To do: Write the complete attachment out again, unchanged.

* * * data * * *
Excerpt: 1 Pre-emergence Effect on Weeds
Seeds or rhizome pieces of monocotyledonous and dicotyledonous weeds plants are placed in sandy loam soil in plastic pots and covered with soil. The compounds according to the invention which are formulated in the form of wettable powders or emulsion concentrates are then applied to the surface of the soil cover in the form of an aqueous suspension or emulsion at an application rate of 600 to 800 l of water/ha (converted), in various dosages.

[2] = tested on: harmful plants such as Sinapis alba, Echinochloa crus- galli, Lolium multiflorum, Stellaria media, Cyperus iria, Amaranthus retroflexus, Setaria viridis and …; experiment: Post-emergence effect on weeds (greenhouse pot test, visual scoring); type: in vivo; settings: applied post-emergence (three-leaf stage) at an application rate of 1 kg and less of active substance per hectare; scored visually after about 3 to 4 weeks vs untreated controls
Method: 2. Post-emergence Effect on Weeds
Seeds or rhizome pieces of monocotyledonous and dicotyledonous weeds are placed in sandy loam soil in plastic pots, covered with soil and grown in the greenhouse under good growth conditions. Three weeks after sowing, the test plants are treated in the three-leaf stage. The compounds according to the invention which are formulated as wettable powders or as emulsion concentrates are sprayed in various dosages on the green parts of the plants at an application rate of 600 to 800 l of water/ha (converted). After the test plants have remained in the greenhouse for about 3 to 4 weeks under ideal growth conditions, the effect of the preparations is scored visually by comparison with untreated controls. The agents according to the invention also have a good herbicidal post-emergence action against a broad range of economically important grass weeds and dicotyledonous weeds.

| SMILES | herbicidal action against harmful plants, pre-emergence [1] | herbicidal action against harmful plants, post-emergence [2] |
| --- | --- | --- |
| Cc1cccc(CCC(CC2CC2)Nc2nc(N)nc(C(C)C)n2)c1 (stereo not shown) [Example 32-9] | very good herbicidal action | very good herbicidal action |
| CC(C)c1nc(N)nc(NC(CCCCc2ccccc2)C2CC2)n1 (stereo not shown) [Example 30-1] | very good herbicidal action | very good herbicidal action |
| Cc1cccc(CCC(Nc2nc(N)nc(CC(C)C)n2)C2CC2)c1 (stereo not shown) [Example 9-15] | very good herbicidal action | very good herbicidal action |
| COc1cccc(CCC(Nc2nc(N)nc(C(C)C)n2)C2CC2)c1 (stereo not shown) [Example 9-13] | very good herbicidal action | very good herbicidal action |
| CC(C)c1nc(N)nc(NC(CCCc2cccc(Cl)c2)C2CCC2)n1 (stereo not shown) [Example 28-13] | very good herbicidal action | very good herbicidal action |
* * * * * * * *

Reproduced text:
Excerpt: 1 Pre-emergence Effect on Weeds
Seeds or rhizome pieces of monocotyledonous and dicotyledonous weeds plants are placed in sandy loam soil in plastic pots and covered with soil. The compounds according to the invention which are formulated in the form of wettable powders or emulsion concentrates are then applied to the surface of the soil cover in the form of an aqueous suspension or emulsion at an application rate of 600 to 800 l of water/ha (converted), in various dosages.

[2] = tested on: harmful plants such as Sinapis alba, Echinochloa crus- galli, Lolium multiflorum, Stellaria media, Cyperus iria, Amaranthus retroflexus, Setaria viridis and …; experiment: Post-emergence effect on weeds (greenhouse pot test, visual scoring); type: in vivo; settings: applied post-emergence (three-leaf stage) at an application rate of 1 kg and less of active substance per hectare; scored visually after about 3 to 4 weeks vs untreated controls
Method: 2. Post-emergence Effect on Weeds
Seeds or rhizome pieces of monocotyledonous and dicotyledonous weeds are placed in sandy loam soil in plastic pots, covered with soil and grown in the greenhouse under good growth conditions. Three weeks after sowing, the test plants are treated in the three-leaf stage. The compounds according to the invention which are formulated as wettable powders or as emulsion concentrates are sprayed in various dosages on the green parts of the plants at an application rate of 600 to 800 l of water/ha (converted). After the test plants have remained in the greenhouse for about 3 to 4 weeks under ideal growth conditions, the effect of the preparations is scored visually by comparison with untreated controls. The agents according to the invention also have a good herbicidal post-emergence action against a broad range of economically important grass weeds and dicotyledonous weeds.

| SMILES | herbicidal action against harmful plants, pre-emergence [1] | herbicidal action against harmful plants, post-emergence [2] |
| --- | --- | --- |
| Cc1cccc(CCC(CC2CC2)Nc2nc(N)nc(C(C)C)n2)c1 (stereo not shown) [Example 32-9] | very good herbicidal action | very good herbicidal action |
| CC(C)c1nc(N)nc(NC(CCCCc2ccccc2)C2CC2)n1 (stereo not shown) [Example 30-1] | very good herbicidal action | very good herbicidal action |
| Cc1cccc(CCC(Nc2nc(N)nc(CC(C)C)n2)C2CC2)c1 (stereo not shown) [Example 9-15] | very good herbicidal action | very good herbicidal action |
| COc1cccc(CCC(Nc2nc(N)nc(C(C)C)n2)C2CC2)c1 (stereo not shown) [Example 9-13] | very good herbicidal action | very good herbicidal action |
| CC(C)c1nc(N)nc(NC(CCCc2cccc(Cl)c2)C2CCC2)n1 (stereo not shown) [Example 28-13] | very good herbicidal action | very good herbicidal action |